Sunday, November 30, 2008

Sermon, Advent 1B, Mark 13:24-37

Happy New Year!

Today is the first Sunday of the new Church year. Advent is the season of new beginnings. It is that time of year when we look forward to the coming of Christ; both his arrival in the manger, and his arrival at some unknown point in the future. And we enter the season of Advent like we enter every new year -- with a sense of expectation and change.

The first gospel passage we hear in this new year comes from Mark. We don't waste any time in the expectation department as this passage is the second half of Mark's apocalypse. Earlier in this chapter, Jesus tells us that we will be faced with false messiahs, wars and rumors of wars, earthquakes and famines, beatings, trials and martyrdoms. In other words, things are going to get a whole lot worse. That end of the world scenario, however, is only a precursor to today's passage.

Jesus says that it will be after those things when the sun will be darkened, the moon won't give light, stars will fall and heaven will shake. So after things get bad, and after things get worse, things will get worse yet as the entire cosmos shakes and shudders and begins to fail. These are the times that try men's souls and are not for the faint of heart.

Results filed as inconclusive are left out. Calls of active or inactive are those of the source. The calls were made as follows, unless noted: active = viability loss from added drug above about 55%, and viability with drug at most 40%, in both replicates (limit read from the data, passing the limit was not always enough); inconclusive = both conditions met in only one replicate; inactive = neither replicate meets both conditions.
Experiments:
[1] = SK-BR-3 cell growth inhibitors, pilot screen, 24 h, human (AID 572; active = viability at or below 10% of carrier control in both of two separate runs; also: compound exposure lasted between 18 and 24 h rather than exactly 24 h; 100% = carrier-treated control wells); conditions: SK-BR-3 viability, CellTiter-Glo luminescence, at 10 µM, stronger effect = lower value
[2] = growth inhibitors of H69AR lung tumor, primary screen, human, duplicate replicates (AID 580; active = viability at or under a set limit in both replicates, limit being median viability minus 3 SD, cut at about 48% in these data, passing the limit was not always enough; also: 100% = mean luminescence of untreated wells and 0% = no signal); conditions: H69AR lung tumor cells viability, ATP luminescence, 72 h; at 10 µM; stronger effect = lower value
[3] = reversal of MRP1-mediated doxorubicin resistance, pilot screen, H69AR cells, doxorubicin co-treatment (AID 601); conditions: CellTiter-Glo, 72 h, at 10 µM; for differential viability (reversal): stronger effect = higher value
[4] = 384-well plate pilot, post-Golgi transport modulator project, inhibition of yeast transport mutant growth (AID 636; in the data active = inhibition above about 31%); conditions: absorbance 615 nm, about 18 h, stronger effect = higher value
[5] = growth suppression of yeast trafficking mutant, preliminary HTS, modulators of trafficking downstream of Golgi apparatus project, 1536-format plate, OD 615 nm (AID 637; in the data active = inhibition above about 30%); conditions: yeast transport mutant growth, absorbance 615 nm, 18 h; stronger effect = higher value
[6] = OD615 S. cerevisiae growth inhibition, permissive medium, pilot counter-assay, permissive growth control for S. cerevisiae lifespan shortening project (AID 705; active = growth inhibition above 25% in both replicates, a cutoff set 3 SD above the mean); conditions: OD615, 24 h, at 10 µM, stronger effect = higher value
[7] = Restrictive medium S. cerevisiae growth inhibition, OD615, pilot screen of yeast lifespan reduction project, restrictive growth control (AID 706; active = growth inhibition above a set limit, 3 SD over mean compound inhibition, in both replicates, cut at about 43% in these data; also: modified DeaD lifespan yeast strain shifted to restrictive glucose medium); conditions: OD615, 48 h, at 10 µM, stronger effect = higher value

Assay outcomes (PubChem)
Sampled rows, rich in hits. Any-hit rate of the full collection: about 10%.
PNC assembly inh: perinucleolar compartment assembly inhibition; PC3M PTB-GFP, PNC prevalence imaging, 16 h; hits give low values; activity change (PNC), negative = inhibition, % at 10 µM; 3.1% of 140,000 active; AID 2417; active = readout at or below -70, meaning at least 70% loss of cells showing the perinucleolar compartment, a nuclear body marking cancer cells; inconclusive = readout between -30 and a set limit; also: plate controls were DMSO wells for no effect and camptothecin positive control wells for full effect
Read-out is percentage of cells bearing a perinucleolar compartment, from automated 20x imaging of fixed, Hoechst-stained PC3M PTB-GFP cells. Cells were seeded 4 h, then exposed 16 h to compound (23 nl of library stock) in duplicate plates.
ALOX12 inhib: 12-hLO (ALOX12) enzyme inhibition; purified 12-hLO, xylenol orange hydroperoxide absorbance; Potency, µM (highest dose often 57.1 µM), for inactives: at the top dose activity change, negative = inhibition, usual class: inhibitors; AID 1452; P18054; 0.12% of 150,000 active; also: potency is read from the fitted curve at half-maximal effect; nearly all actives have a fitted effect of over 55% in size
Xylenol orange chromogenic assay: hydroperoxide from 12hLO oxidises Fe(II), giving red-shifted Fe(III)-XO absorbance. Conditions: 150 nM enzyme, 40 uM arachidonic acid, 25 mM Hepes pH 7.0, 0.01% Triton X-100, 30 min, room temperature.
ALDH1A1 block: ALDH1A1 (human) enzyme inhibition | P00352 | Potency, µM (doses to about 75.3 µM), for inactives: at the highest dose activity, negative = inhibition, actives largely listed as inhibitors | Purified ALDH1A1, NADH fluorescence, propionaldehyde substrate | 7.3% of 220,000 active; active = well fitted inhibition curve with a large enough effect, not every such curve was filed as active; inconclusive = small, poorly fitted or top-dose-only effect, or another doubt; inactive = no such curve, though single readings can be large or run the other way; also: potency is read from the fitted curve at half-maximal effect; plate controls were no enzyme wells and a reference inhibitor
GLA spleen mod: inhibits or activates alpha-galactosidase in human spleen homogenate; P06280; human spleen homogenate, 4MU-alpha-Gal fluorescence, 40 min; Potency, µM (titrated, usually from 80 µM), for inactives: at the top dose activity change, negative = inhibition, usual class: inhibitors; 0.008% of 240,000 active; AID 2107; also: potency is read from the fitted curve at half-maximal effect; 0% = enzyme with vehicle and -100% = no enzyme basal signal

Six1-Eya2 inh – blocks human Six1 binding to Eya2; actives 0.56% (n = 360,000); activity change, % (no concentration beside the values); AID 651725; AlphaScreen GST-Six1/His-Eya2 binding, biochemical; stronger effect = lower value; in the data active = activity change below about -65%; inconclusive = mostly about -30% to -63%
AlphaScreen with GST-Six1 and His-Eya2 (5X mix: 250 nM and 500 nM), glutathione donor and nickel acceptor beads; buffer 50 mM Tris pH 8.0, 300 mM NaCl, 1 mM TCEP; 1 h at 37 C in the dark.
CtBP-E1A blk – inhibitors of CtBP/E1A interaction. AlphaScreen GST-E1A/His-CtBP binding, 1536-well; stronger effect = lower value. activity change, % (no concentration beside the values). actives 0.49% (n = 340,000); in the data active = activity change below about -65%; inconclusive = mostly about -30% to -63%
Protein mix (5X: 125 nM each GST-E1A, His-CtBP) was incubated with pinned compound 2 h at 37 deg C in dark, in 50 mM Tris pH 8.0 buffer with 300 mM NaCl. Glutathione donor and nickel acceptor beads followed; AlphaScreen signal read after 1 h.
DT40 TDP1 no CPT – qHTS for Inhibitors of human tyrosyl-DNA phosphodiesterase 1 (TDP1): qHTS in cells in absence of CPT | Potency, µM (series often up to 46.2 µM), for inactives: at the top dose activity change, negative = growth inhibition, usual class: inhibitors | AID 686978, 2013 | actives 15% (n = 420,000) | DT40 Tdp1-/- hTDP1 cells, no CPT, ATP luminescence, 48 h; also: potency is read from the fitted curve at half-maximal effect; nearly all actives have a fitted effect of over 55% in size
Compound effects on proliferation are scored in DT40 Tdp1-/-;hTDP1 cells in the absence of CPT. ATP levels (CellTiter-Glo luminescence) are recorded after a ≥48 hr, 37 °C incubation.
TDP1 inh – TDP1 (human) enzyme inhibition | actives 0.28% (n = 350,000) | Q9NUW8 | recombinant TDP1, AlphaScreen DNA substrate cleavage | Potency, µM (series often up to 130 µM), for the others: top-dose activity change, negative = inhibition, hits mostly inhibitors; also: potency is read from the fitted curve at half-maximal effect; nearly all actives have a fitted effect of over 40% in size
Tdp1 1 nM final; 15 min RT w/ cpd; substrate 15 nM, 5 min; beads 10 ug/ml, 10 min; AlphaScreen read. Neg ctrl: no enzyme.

Jesus lays out this scenario for us and says that when we see these things we will know he is near. But what does that mean? How are we to interpret this statement of his where he ties his unspecified return to specific events?

There are those who read this and get all excited about pinning down the exact time of Jesus' return. They look at world events, trying to figure out which nation is Gog and which nation is Magog, finding the anti-Christ of the day, while gleefully predicting the end of the world in the "near future" (having learned their lesson from all the other failed determinations) with a sure and certain hope that those they have determined as righteous will be saved, while those they have classified as sinners will be sent to hell.

They do this, I think, because they are more interested in there than here. One problem with this belief or theology or understanding, however, is that it can lead to the attitude of, "Why should we care about .... the earth ... the poor ..... reconciliation ..... working towards peace ..... if Jesus is going to return and wipe it all out anyway?"

Another problem with this is that it has the audacity to claim to know more than Jesus; or at least claim to know as much as God. People read the signs from wars and natural disasters like a fortune teller reads tarot cards or tea leaves, and then they back it up with various and detailed proof-texts from the Bible claiming that the answer is right there in black and white. They would do well to remember that "about that day or hour, no one knows."

I am not so sure we can say that these portents mean Jesus is near to returning; but I am sure that we can say Jesus is near to us. As a friend or loved one is near to us even when separated from us, so too is Jesus near to us.